Decriminalising Drugs Would Enable Police to Focus on Serious Crime

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Field day

As anti-drug dog campaign Sniff Off posted an image of NSW police at Central Station in March 2019, it was clear that law enforcement were taking matters to an extreme, as not only were officers accompanied by dogs, but they were further equipped with screens to strip search civilians behind.

Regardless of whether any transport user is carrying illegal drugs, getting a train home should not involve the potential of being ordered to strip down at the station, especially as the dogs get it wrong two-thirds of the time, and if they’re right, it usually involves a small quantity of cannabis.

Over the last decade, the use of both drug dogs and strip searches have become a daily part of life in Sydney and across NSW, as the state continues to ignore the clear evidence that the zero-tolerance war on drugs approach to illicit substances compounds the harms associated with drugs.

Yet, this could all be undone if the state decriminalised drugs. The change would see drug possession no longer being a criminal offence, and thereby end the need for sniffer dogs and strip searches. 

Seeing the personal use of drugs as a health issue rather than a criminal law problem would encourage users to get help, with the corresponding positive flow on effects to themselves, those close to them, the economy and indeed society generally; as it has done in nations such as Portugal. 

Safe drug use could also be promoted by allowing and even encouraging users to test their drugs through pill testing, potentially protecting them against the dangers of lethal additives.

All of this would also free police resources, allowing law enforcement agents to focus on more serious crimes.

Seen to be acting

The NSW government established the Special Commission of Inquiry into the Drug Ice in late 2018. However, following the delivery of its final report in January 2020, the Liberal Nationals immediately ruled out five recommendations, including ditching the dogs, and then they dragged their feet.

When the Coalition government finally came to the table with its full response to its own inquiry twenty months after the fact, there was still the potential to act on a recommendation to decriminalise drugs, as well as pull back on the use of strip searches.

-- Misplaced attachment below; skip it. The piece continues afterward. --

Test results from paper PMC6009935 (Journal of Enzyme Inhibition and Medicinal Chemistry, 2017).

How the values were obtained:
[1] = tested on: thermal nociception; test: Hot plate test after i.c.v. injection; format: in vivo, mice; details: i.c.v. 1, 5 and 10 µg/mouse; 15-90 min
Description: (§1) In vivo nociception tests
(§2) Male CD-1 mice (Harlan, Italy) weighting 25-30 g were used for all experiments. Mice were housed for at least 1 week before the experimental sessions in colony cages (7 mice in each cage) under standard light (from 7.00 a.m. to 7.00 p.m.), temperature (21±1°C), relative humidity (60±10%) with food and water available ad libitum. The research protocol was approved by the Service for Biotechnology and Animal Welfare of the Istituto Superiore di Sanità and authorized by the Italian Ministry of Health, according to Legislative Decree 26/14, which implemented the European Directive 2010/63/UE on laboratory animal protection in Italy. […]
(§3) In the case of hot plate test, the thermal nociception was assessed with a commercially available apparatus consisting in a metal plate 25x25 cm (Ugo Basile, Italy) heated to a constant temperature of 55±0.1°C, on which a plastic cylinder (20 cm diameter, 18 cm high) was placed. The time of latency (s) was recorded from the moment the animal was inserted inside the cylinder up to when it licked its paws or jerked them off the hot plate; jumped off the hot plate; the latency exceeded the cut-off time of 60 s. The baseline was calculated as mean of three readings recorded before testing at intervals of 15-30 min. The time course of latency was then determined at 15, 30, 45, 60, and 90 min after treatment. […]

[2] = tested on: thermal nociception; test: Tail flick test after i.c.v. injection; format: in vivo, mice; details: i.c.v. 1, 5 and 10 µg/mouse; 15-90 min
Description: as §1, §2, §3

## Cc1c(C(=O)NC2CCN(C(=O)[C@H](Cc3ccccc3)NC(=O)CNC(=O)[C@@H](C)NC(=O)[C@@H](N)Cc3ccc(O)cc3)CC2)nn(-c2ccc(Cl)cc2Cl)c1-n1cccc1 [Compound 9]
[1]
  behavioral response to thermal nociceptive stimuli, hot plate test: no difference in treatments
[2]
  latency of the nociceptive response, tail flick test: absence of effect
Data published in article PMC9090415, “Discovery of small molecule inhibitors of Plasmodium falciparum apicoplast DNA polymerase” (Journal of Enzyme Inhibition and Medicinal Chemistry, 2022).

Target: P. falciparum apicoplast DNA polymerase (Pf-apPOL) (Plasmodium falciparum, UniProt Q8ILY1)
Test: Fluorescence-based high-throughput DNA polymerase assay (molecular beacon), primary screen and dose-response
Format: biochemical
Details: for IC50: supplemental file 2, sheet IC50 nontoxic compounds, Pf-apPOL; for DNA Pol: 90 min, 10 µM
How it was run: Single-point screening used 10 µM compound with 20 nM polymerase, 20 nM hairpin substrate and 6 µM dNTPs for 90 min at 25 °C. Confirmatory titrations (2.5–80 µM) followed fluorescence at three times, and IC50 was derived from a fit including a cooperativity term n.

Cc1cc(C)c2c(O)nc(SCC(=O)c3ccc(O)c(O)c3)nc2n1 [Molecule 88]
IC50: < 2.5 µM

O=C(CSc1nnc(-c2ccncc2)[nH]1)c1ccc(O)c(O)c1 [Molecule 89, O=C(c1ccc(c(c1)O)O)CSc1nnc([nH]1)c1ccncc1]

But instead of deciding to reduce the practice of having civilians remove all their clothing, the report outlined that NSW police had simply improved on how it conducts the procedure, while on the point of drug decriminalisation, the Liberal Nationals responded that it was “not supported”.

Decriminalisation, however, has been shown to reduce the harms that drug prohibition is supposed to eradicate, and it also removes the harms caused by the overpolicing of drugs, and in NSW, this would include the trauma caused by the searches and the imposition of sniffer dogs in public places.

Established in 2001, the Portuguese model of drug decriminalisation is the exemplary example of how this approach to drug use can benefit the whole of society, as it’s reduced drug deaths, HIV infections and the prisoner population, as well as leading to a dip in the use of illicit substances.

Field day festival

New government potential

Last September, when the Perrottet government did finally respond to the inquiry, it allocated close to half a billion dollars for much needed treatment, especially in rural NSW. However, it was a bit like saying to the alcohol and other drug sector, “Take this. You need it. And forget about the rest.”

But meanwhile, down in the ACT, the Labor Greens government had been debating a drug decriminalisation bill and amending it to make improvements, all while the NSW government was buying time on its response, and then Canberra passed drug decriminalisation laws last October.

So, with Labor likely to take out the next NSW election in March and the Greens likely to gain more seats than currently, the stage will be set for a potential repeat of the Canberra reforms, especially as a Minns government would have a precedent set within its own overarching political machine.

And in addition to the benefits brought by ending the criminalisation of people with a health issue, the state would also see an end to the currently overbearing imposition of the NSW Police Force into the social realm.

No longer would general duty officers be terrorising the public with the hopelessly flawed drug dogs and the horrendously invasive strip searches would also fade away, as the use of these measures to hound civil society over recreational drug use would no longer have any bearing.

Both photos show police saturation policing at last January’s Field Day festival in Sydney. Photo credit Unharm employee Bruce Knobloch

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Paul Gregoire

Paul Gregoire is a Sydney-based journalist and writer. He's the winner of the 2021 NSW Council for Civil Liberties Award For Excellence In Civil Liberties Journalism. Prior to Sydney Criminal Lawyers®, Paul wrote for VICE and was the news editor at Sydney’s City Hub.

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